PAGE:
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#159 A Night to Remember

Watched: February 3 2018

Director: Roy Ward Baker

Starring: Kenneth More, Ronald Allen, Robert Ayres, Honor Blackman, Anthony Bushell, and many, many more.

Year: 1958

Runtime: 2h 3min

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First off, we can only apologize for the sporadic updates lately. Sister the Youngest has bought herself her own apartment, so we’re in the middle of moving and painting and everything that comes with it. Unfortunately, that means that at the moment we have less time to watch and review movies. We’ll come back stronger once she’s all settled in her new place and Sister the Oldest can once again enjoy the tranquility of her own place… Ah… The silence…

That being said, we’ve reached a new year, and 1958 starts on a very uplifting note with the epic tale of the RMS Titanic.

The band plays on as the Titanic sinks – a still from the 1958 film A Night To Remember
What a party!

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The year is 1912 and the Titanic, the largest, most unsinkable ship ever (in 1912), is on its first trip from Southampton to New York City. The passenger liner carries 2,224 souls from all walks of life, and we get to meet several of them, most notably Second Officer Lightoller (More). It is shaping up to be a wonderful voyage despite a few ice berg warnings.

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Them icebergs have better get out of the way, ’cause here we come! Whoot whoot!

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The Titanic is not the only ship out there – the Californian and the Carpathia are both sailing in the same waters, and they exchange warnings about the ice in the area. They also warn the larger ship, but because every passenger on the Titanic is eager to send messages home to brag about their whereabouts, the radio operator is too busy sending social calls to properly receive the warnings.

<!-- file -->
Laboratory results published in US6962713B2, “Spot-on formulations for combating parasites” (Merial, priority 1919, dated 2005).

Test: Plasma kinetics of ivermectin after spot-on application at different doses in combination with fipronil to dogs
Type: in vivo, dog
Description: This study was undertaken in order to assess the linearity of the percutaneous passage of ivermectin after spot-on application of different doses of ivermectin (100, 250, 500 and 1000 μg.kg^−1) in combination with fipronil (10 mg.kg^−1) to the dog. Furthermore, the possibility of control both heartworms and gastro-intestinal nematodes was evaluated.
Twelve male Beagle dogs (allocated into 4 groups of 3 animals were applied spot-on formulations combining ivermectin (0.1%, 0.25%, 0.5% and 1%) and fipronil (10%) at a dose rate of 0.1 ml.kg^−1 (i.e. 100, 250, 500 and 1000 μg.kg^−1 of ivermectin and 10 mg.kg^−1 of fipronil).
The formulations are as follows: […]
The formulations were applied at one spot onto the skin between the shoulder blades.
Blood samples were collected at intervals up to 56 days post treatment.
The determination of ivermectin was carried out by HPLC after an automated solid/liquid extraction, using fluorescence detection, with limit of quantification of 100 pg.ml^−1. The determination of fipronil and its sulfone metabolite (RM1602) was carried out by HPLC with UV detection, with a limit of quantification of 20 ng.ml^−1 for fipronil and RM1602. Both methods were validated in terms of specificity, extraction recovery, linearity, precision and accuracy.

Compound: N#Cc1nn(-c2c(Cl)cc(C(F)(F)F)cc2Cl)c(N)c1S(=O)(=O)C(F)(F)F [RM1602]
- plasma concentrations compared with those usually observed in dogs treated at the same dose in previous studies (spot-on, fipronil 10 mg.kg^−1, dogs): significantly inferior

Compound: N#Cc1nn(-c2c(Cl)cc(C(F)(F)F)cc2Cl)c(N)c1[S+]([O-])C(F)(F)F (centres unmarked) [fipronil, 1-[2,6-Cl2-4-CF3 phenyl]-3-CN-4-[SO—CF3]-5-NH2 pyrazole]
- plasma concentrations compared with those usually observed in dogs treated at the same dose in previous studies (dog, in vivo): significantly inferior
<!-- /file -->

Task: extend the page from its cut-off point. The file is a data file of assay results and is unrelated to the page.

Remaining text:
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“I simply MUST send a message home telling everyone we met a Second Officer! My friends will swoon!”

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Now, we all know how this ended. The ship sank, there were nowhere near enough lifeboats (thank you hubris and lax regulations), and around 1500 people died. Still, despite the awful ending, the film is really enjoyable and we loved it. We’ve been morbidly fascinated with the story ever since our grandmother (a.k.a. “Besta”) would sing sad songs about it when we were kids, so anything relating to this tragedy is eagerly consumed by both sisters.

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We were impressed with the effects, which hold up really well even in this day and age.

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A Night to Remember tells the tragic story of the maiden voyage of the ill-fated Titanic far more effectively (in our opinion) than James Cameron’s 1997 film. We loved that rather than to focus on just a couple of people, we got to follow a whole range of them, such as crew members, first class, second class and steerage passengers.

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We’re pretty sure Cameron stole some characters from this film, such as Plucky New-Moneyed American Woman (above) and Lively Irish Dancing Steerage Passengers (not pictured)

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It’s frustrating, emotionally devastating, stressful, engaging and wonderful, and like anything Titanic-related we ate it up. Thanks, Besta!

What we learned: Communication is key.

Next time: Ashes and Diamonds (1958)